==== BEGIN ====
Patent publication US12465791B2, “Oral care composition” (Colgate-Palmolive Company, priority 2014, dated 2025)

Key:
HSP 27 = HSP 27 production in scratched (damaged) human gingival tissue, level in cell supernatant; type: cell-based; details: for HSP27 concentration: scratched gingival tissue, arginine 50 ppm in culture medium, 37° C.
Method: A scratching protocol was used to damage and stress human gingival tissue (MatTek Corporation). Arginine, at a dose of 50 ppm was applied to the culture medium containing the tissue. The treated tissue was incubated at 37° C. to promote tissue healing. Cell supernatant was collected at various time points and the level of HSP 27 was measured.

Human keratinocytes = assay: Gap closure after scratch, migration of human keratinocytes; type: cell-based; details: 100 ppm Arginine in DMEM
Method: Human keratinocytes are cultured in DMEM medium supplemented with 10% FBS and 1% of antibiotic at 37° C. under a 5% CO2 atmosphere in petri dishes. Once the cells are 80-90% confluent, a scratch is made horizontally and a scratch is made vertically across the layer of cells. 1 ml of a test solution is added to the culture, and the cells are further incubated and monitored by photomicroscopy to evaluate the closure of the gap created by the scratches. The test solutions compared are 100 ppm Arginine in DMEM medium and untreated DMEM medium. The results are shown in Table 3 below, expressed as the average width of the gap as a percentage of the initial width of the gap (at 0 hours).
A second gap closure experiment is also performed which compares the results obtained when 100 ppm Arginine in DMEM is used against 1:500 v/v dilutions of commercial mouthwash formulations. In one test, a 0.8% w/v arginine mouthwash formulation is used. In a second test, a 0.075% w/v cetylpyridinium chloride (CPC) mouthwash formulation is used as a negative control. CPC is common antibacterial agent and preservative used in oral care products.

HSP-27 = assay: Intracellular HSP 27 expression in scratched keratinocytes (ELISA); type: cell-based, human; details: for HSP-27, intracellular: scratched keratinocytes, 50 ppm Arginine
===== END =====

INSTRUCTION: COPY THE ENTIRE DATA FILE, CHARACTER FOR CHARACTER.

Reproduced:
Patent publication US12465791B2, “Oral care composition” (Colgate-Palmolive Company, priority 2014, dated 2025)

Key:
HSP 27 = HSP 27 production in scratched (damaged) human gingival tissue, level in cell supernatant; type: cell-based; details: for HSP27 concentration: scratched gingival tissue, arginine 50 ppm in culture medium, 37° C.
Method: A scratching protocol was used to damage and stress human gingival tissue (MatTek Corporation). Arginine, at a dose of 50 ppm was applied to the culture medium containing the tissue. The treated tissue was incubated at 37° C. to promote tissue healing. Cell supernatant was collected at various time points and the level of HSP 27 was measured.

Human keratinocytes = assay: Gap closure after scratch, migration of human keratinocytes; type: cell-based; details: 100 ppm Arginine in DMEM
Method: Human keratinocytes are cultured in DMEM medium supplemented with 10% FBS and 1% of antibiotic at 37° C. under a 5% CO2 atmosphere in petri dishes. Once the cells are 80-90% confluent, a scratch is made horizontally and a scratch is made vertically across the layer of cells. 1 ml of a test solution is added to the culture, and the cells are further incubated and monitored by photomicroscopy to evaluate the closure of the gap created by the scratches. The test solutions compared are 100 ppm Arginine in DMEM medium and untreated DMEM medium. The results are shown in Table 3 below, expressed as the average width of the gap as a percentage of the initial width of the gap (at 0 hours).
A second gap closure experiment is also performed which compares the results obtained when 100 ppm Arginine in DMEM is used against 1:500 v/v dilutions of commercial mouthwash formulations. In one test, a 0.8% w/v arginine mouthwash formulation is used. In a second test, a 0.075% w/v cetylpyridinium chloride (CPC) mouthwash formulation is used as a negative control. CPC is common antibacterial agent and preservative used in oral care products.

HSP-27 = assay: Intracellular HSP 27 expression in scratched keratinocytes (ELISA); type: cell-based, human; details: for HSP-27, intracellular: scratched keratinocytes, 50 ppm Arginine